Advertisement
Advertisement

Air New Zealand said the Auckland-New York Newark routes, which is 7,655nm, would have a flight time of 15 hours and 40 minutes northbound and 17 hours and 40 minutes southbound.

Air New Zealand said it would use 787-9s with a higher proportion of business and premium economy seats to serve New York Newark. The “Code 2” layout comprised 27 seats in business, 33 seats in premium economy and 215 seats in economy for a total of 275.

This was 27 fewer seats than Air New Zealand’s standard 787-9 configuration.

In May, Air New Zealand signed a letter of intent to buy eight Boeing 787-10s, with an option for a further 12 aircraft, to replace eight ageing 777-200ERs.

PROMOTED CONTENT

At that time, it said the deal includes the flexibility to toggle between 787-9 aircraft and 787-10s, depending on market conditions and routes chosen during the delivery cycle of 2022-2027.

Also, then chief executive Christopher Luxon hinted flights to New York or other eastern United States could start before the first of the new fleet was delivered.

Air New Zealand uses the Boeing 777-300ER on its Auckland-Los Angeles-London Heathrow route. (Rob Finlayson)
Air New Zealand uses the Boeing 777-300ER on its Auckland-Los Angeles-London Heathrow route. (Rob Finlayson)

Air New Zealand to end Los Angeles-London Heathrow
However, nonstop New York flights were being launched at the expense of the airline’s Auckland-Los Angeles-London Heathrow flight, with the Los Angeles-London Heathrow leg being discontinued from October 2020.

Air New Zealand acting chief executive Jeff McDowall said while it was hard to farewell such an iconic route, the airline had to remain focused on markets with the greatest opportunity for long-term profitable growth.

“Air New Zealand is strongest when operating direct flights to and from our home base and this reset will put us in the best possible position to take advantage of increasing demand across the Pacific Rim,” McDowall said in a statement.

“Visitor growth to New Zealand is strongest from North America and performance of our new service to Chicago is exceeding expectations. New York has been an aspiration for Air New Zealand for some time and withdrawal from the Atlantic will free up aircraft capacity to make this milestone a reality.

Further, McDowall said New Zealanders had “more than twice the number of ways to fly to London than a decade ago”, nothing that preferences had changed.

“Less than seven per cent of all airline travellers between Auckland and London chose to fly via Los Angeles last year,” McDowall said.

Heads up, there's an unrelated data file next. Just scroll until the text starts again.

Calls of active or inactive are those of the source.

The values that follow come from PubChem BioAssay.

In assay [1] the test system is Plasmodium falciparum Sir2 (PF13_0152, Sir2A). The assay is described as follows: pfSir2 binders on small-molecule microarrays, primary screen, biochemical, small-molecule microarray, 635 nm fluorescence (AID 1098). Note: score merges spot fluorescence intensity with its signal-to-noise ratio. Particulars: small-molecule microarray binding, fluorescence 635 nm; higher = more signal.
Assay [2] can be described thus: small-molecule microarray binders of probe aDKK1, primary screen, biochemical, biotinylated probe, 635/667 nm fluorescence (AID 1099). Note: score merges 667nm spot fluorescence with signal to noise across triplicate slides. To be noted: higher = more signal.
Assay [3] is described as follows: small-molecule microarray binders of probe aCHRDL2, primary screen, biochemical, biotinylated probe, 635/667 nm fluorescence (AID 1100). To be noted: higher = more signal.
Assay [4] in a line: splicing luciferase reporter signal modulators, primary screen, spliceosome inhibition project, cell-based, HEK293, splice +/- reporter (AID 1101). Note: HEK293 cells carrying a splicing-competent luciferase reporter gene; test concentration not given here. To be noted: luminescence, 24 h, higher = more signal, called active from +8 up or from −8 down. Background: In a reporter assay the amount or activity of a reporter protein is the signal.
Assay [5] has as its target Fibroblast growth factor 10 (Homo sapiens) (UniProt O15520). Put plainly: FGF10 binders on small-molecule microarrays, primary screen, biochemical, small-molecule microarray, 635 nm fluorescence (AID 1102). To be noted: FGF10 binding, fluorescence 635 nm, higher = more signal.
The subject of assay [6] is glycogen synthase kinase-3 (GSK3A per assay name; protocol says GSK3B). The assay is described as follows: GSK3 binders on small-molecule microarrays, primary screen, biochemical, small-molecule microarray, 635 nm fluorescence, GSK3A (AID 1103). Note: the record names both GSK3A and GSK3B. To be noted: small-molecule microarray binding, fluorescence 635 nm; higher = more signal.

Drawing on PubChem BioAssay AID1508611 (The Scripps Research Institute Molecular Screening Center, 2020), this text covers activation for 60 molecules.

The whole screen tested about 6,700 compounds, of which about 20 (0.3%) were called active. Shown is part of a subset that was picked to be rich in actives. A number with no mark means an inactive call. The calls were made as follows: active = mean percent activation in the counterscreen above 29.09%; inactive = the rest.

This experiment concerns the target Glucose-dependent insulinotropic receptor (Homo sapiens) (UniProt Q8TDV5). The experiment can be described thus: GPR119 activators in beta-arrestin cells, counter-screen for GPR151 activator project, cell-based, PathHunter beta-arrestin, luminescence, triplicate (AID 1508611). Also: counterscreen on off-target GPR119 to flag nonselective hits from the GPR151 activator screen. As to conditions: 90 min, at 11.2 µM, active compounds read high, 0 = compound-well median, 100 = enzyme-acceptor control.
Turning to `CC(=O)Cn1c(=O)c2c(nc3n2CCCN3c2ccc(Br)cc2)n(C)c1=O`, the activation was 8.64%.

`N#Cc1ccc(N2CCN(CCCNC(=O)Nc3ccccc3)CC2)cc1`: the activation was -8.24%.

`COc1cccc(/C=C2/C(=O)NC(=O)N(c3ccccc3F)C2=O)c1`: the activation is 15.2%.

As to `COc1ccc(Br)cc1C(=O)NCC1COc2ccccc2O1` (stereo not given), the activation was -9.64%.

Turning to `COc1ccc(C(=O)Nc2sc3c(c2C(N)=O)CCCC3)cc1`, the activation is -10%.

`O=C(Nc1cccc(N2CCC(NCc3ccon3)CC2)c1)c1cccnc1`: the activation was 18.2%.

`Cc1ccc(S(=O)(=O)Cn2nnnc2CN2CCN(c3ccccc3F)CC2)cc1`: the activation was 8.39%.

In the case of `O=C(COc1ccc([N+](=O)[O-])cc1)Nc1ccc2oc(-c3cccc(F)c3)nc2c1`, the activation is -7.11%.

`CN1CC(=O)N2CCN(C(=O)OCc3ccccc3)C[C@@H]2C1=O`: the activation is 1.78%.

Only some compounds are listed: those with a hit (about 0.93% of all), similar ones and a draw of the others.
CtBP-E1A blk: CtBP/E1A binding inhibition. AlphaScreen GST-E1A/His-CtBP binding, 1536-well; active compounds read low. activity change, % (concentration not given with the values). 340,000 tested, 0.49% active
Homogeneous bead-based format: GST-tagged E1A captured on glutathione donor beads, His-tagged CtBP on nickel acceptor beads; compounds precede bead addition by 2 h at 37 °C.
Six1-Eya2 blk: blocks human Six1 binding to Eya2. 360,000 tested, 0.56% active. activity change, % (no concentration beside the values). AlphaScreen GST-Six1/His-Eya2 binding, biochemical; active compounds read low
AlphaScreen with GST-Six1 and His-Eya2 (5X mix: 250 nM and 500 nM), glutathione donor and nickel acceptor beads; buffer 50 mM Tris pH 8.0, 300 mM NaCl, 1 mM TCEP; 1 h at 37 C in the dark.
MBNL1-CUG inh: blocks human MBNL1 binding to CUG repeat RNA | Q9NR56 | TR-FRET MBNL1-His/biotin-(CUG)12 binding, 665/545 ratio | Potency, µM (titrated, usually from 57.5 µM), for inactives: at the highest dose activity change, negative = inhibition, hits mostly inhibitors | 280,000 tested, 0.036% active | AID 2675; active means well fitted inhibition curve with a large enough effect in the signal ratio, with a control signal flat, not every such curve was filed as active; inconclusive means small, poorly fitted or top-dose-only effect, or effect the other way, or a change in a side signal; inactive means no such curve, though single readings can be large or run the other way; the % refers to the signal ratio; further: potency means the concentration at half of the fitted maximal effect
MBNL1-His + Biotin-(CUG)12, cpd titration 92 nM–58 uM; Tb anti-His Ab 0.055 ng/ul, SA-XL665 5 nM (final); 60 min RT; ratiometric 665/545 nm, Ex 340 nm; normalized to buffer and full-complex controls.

“At the same time, the Atlantic has become one of the most hotly contested routes in the world and Air New Zealand lacks the home market advantages and scale of the North American and European airlines we’re up against.

Air New Zealand said the end of the daily Los Angeles-London Heathrow tag flight would result in the closure of the airline’s London cabin crew base, as well as the loss of about 25 jobs among sales and ground staff.

McDowall said the airline would look to redeploy affected staff in other areas of the business.

The other airline in Oceania considering operating to New York and London, among other destinations, was Qantas, which was currently evaluating whether to launch these ultra long-haul flights some time in 2023.


VIDEO: An Air New Zealand video of acting chief executive Jeff McDowall talking about the launch of Auckland-New York nonstop flights and decision to end the Los Angeles-London Heathrow operation.

Current longest nonstop passenger flights by distance (nautical miles)

1. New York Newark-Singapore (8,285nm) – operated by Singapore Airlines with Airbus A350-900ULR.

Singapore Airlines' first Airbus A350-900ULR at Toulouse. (Airbus)
Singapore Airlines’ first Airbus A350-900ULR at Toulouse. (Airbus)

2. Auckland-Doha (7,848nm) – operated by Qatar Airways with Boeing 777-200LR.

Qatar is welcomed to Auckland. (Mike Millett)
Qatar is welcomed to Auckland. (Mike Millett)

3. London Heathrow-Perth (7,829nm) – operated by Qantas Airways with Boeing 787-9

QF9 touches down in London for the first time after flying nonstop from Perth. (Qantas)
QF9 touches down in London for the first time after flying nonstop from Perth. (Qantas)

4. Auckland-Dubai (7,668nm) – operated by Emirates Airline with Airbus A380

Emirates Airbus A380's inaugural Auckland-Dubai flight. (Mike Millett)
Emirates Airbus A380’s inaugural Auckland-Dubai flight. (Mike Millett)

5. Los Angeles-Singapore (7,621nm) – Singapore Airlines with Airbus A350-900ULR